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COVID-19 threatening our means of livelihood —School owners

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By Adesina Wahab

Niger government shut over 2000 private schools for operating below standards

PRIVATE school owners, under the auspices of the National Association of Proprietors of Private Schools, NAPPS, have cried out that the coronavirus pandemic is threatening their means of livelihood and have, therefore, called on the government to come to their aid.

The Lagos State President of NAPPS, Chief Amusa Olawale, who spoke on behalf of members in a chat with Vanguard in Lagos, also called on the government to extend a lifeline to his members, saying they deserved to benefit from the dividends of democracy.

Olawale noted that school owners could no longer make money as schools are shut down, adding that most of his members have huge sums of money being owed them by parents and guardians of pupils and students in their schools.

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While calling on the government to give tax holiday to his members since schools are on COVID-19-induced holiday, he said: “The NAPPS, being a partner in progress in this sector, has virtually been neglected. As a body, we have severally and collectively appealed to government to do an over-all review of the administration of schools, so that proprietors and teachers alike will share in the dividends of democracy which as at now is only being enjoyed by government schools. Among others, we had in our previous memo to government solicited for assistance in the following areas:

“Proactiveness in the management of COVID-19 pandemic palliatives aimed at cushioning the effect of the lock-down on the citizens, our teachers inclusive. This will no doubt enhance total benefit to the teachers and parents. Since private schools and staff receive salary from school fees, apparently a lull in this sector at this time is imminent as parents withheld the payment of their wards’ outstanding school fees.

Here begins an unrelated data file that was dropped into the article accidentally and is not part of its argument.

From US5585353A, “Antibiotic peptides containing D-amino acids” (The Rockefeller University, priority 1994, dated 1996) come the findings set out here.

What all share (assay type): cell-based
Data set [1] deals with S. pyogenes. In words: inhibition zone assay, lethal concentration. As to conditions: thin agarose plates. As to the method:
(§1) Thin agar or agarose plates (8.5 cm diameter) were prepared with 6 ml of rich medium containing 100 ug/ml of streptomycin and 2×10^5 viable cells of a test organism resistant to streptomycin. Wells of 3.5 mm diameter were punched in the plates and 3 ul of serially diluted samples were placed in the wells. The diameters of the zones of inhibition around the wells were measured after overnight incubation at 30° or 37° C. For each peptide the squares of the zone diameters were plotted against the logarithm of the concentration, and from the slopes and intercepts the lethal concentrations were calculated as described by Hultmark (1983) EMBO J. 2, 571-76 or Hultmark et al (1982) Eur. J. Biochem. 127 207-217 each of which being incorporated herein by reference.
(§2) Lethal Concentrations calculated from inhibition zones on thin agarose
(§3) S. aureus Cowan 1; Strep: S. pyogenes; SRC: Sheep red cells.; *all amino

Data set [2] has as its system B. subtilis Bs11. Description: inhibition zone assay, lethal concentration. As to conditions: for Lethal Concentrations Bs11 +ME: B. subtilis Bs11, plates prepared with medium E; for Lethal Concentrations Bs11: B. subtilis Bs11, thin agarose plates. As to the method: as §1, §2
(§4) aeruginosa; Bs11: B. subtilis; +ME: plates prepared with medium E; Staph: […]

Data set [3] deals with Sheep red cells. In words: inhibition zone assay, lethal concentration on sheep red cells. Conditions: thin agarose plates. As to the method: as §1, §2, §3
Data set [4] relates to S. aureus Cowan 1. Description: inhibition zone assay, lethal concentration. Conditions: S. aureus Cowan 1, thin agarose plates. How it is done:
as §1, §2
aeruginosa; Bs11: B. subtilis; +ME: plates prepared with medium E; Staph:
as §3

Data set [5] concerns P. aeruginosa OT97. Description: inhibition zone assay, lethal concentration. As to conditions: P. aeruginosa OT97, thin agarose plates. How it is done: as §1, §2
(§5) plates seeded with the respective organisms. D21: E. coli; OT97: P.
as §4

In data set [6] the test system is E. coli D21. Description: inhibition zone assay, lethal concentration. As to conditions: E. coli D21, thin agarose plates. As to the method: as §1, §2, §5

“Request for PAYE tax holidays since staff and schools are on compulsory COVID-19 holiday. Suspension of all levies and dues that are imposed by local governments and other agencies of government. Technical and financial support to private schools with the implementation of e-Learning to sustain the learning of our children during the lock-down and beyond.

“Access to single digit and long term loan facilities from both government established financial Institutions and Industries. Subsidise the cost of preventive items and machines that are needed in schools; smart disinfection tunnel, Infrared Thermometer, Soap Dispenser, etc.” Olawale said the private school sector’s contributions to the growth of the education sector were too important to be neglected by the government.

The NAPPS boss, while congratulating Nigerian children on the celebration of this year’s Children Day, urged them not to allow their spirit to be dampened by the current development in the sector which has seen them staying at home for months now.

“I wish to reflect most seriously on the lessons of the pandemic as children all over the world celebrate. It would be recalled that the virus caught the whole world napping. In this era that our leaders have not been providing the necessary amenities and have equally failed to do their bit in making the world a better place. There is no gain-saying that the lack-lustre performance of most of our leaders in all its ramification has in no small measure contributed to the wide spread of the novel virus.

“Hygiene, an aspect of human life which was very sacrosanct then, has been totally ignored. Even the era of digital technology seems to have no solution to the novel pandemic. The education sector itself is totally handicapped in its quest to find solution to the challenges which in the first place should have been the prerogative of this sector.

“It is on this note that the education sector has a big role to play. ”

Sad to say that the school whose role is to lead this crusade has woefully failed as the noble teaching profession has become most unattractive for teachers in private schools. The goodies inherent inthe sector are no longer being enjoyed by private school owners. They treat the sector as if proprietors, parents and teachers of private schools are not tax payers. They are only interested in collecting revenue from us, neglecting children from private schools who are also leaders of tomorrow as if they have another country for them,” he said.

 

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